Consumers are unaware there are differences between food standards in the US and UK, despite valuing animal welfare, traceability and food safety when shopping for food.
A Red Tractor survey in 2016 showed consumers believed animal welfare, supporting British producers and how food has been produced was important.
But when pressed on their perceptions of welfare in US, most consumers presumed standards in other developed countries would be similar to those in the UK, according to Red Tractor chief executive Jim Moseley.
Speaking at the Co-op’s farming conference, he said: “When you talk to consumer and drill down some of them are a bit confused."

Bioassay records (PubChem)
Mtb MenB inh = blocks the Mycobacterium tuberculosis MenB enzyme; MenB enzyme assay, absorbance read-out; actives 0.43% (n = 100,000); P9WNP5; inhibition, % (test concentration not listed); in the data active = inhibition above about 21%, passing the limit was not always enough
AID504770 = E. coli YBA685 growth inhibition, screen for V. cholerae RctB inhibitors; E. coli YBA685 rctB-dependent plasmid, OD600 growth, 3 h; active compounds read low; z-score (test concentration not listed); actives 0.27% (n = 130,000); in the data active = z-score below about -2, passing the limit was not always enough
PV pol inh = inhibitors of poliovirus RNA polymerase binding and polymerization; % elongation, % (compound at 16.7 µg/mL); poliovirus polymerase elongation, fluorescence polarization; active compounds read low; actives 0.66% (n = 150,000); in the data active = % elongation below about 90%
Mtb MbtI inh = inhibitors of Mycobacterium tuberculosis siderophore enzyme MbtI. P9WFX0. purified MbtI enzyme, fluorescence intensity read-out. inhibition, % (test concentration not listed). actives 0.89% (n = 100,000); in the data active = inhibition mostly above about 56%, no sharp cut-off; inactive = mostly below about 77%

“When consumers think about it they guess American would be pretty similar. They do think lots of other markets are similar.
“But, as we know, there are differences. Some of the things that the do may be seen suspiciously,” he said.
However, he added many typical consumers would be shocked at the standards seen in UK chicken sheds.
“As we start to get into Brexit talks and hear more, I think consumers will start to think about standards.”
Recent stories in the press surrounding chlorinated chicken from the US and scandals surrounding hepatitis E from German and Dutch pork and contaminated Dutch eggs have driven the public to value food safety even higher.
“A lot of consumers are also linking animal welfare with quality, they see free range as better quality,” he said.